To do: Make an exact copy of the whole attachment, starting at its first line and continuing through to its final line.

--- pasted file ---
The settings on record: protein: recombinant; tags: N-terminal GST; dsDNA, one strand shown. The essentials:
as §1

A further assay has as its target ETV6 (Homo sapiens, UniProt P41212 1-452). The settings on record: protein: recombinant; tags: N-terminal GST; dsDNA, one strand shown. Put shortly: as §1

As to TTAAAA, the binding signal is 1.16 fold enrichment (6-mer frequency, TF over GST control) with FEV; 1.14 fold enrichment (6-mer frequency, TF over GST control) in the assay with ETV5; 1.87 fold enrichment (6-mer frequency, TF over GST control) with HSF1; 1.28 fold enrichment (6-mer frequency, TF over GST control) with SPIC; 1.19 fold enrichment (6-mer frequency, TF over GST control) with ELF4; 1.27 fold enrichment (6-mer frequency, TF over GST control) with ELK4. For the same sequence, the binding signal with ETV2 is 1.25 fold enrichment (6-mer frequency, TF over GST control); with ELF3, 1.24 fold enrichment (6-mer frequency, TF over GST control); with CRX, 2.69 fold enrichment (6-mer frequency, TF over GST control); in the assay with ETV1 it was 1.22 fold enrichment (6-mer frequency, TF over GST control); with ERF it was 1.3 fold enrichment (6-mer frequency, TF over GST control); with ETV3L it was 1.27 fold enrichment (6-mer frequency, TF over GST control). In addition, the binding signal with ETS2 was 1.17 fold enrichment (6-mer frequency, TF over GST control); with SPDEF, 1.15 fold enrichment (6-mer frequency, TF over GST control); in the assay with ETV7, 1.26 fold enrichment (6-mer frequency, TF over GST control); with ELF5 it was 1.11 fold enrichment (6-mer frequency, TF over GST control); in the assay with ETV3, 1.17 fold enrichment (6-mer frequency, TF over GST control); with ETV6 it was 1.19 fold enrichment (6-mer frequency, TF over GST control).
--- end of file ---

The settings on record: protein: recombinant; tags: N-terminal GST; dsDNA, one strand shown. The essentials:
as §1

A further assay has as its target ETV6 (Homo sapiens, UniProt P41212 1-452). The settings on record: protein: recombinant; tags: N-terminal GST; dsDNA, one strand shown. Put shortly: as §1

As to TTAAAA, the binding signal is 1.16 fold enrichment (6-mer frequency, TF over GST control) with FEV; 1.14 fold enrichment (6-mer frequency, TF over GST control) in the assay with ETV5; 1.87 fold enrichment (6-mer frequency, TF over GST control) with HSF1; 1.28 fold enrichment (6-mer frequency, TF over GST control) with SPIC; 1.19 fold enrichment (6-mer frequency, TF over GST control) with ELF4; 1.27 fold enrichment (6-mer frequency, TF over GST control) with ELK4. For the same sequence, the binding signal with ETV2 is 1.25 fold enrichment (6-mer frequency, TF over GST control); with ELF3, 1.24 fold enrichment (6-mer frequency, TF over GST control); with CRX, 2.69 fold enrichment (6-mer frequency, TF over GST control); in the assay with ETV1 it was 1.22 fold enrichment (6-mer frequency, TF over GST control); with ERF it was 1.3 fold enrichment (6-mer frequency, TF over GST control); with ETV3L it was 1.27 fold enrichment (6-mer frequency, TF over GST control). In addition, the binding signal with ETS2 was 1.17 fold enrichment (6-mer frequency, TF over GST control); with SPDEF, 1.15 fold enrichment (6-mer frequency, TF over GST control); in the assay with ETV7, 1.26 fold enrichment (6-mer frequency, TF over GST control); with ELF5 it was 1.11 fold enrichment (6-mer frequency, TF over GST control); in the assay with ETV3, 1.17 fold enrichment (6-mer frequency, TF over GST control); with ETV6 it was 1.19 fold enrichment (6-mer frequency, TF over GST control).